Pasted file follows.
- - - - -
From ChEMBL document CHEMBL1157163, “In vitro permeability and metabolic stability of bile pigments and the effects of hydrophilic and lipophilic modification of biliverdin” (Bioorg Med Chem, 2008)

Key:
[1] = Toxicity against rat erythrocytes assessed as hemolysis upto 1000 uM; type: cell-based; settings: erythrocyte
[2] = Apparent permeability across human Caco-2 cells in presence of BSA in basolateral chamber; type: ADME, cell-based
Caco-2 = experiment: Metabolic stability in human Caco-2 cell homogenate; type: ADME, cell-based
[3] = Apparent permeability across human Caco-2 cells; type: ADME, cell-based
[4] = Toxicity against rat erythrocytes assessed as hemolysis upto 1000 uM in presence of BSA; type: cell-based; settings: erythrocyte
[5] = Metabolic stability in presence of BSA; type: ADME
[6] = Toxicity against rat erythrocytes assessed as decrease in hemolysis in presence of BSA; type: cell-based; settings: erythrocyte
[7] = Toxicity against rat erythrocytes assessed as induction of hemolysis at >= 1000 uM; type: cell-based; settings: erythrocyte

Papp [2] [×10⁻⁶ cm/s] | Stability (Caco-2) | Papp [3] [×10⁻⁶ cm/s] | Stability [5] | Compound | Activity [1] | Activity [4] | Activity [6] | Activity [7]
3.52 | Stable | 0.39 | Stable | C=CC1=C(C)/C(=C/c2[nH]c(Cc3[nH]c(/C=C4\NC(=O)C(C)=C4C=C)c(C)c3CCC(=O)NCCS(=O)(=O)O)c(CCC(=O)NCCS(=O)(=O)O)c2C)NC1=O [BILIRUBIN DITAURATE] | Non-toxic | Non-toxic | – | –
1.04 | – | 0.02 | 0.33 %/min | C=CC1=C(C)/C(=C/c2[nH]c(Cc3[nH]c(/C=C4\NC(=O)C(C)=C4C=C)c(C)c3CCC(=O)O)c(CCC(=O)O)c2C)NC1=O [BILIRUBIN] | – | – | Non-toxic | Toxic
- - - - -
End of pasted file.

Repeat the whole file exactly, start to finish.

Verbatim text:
From ChEMBL document CHEMBL1157163, “In vitro permeability and metabolic stability of bile pigments and the effects of hydrophilic and lipophilic modification of biliverdin” (Bioorg Med Chem, 2008)

Key:
[1] = Toxicity against rat erythrocytes assessed as hemolysis upto 1000 uM; type: cell-based; settings: erythrocyte
[2] = Apparent permeability across human Caco-2 cells in presence of BSA in basolateral chamber; type: ADME, cell-based
Caco-2 = experiment: Metabolic stability in human Caco-2 cell homogenate; type: ADME, cell-based
[3] = Apparent permeability across human Caco-2 cells; type: ADME, cell-based
[4] = Toxicity against rat erythrocytes assessed as hemolysis upto 1000 uM in presence of BSA; type: cell-based; settings: erythrocyte
[5] = Metabolic stability in presence of BSA; type: ADME
[6] = Toxicity against rat erythrocytes assessed as decrease in hemolysis in presence of BSA; type: cell-based; settings: erythrocyte
[7] = Toxicity against rat erythrocytes assessed as induction of hemolysis at >= 1000 uM; type: cell-based; settings: erythrocyte

Papp [2] [×10⁻⁶ cm/s] | Stability (Caco-2) | Papp [3] [×10⁻⁶ cm/s] | Stability [5] | Compound | Activity [1] | Activity [4] | Activity [6] | Activity [7]
3.52 | Stable | 0.39 | Stable | C=CC1=C(C)/C(=C/c2[nH]c(Cc3[nH]c(/C=C4\NC(=O)C(C)=C4C=C)c(C)c3CCC(=O)NCCS(=O)(=O)O)c(CCC(=O)NCCS(=O)(=O)O)c2C)NC1=O [BILIRUBIN DITAURATE] | Non-toxic | Non-toxic | – | –
1.04 | – | 0.02 | 0.33 %/min | C=CC1=C(C)/C(=C/c2[nH]c(Cc3[nH]c(/C=C4\NC(=O)C(C)=C4C=C)c(C)c3CCC(=O)O)c(CCC(=O)O)c2C)NC1=O [BILIRUBIN] | – | – | Non-toxic | Toxic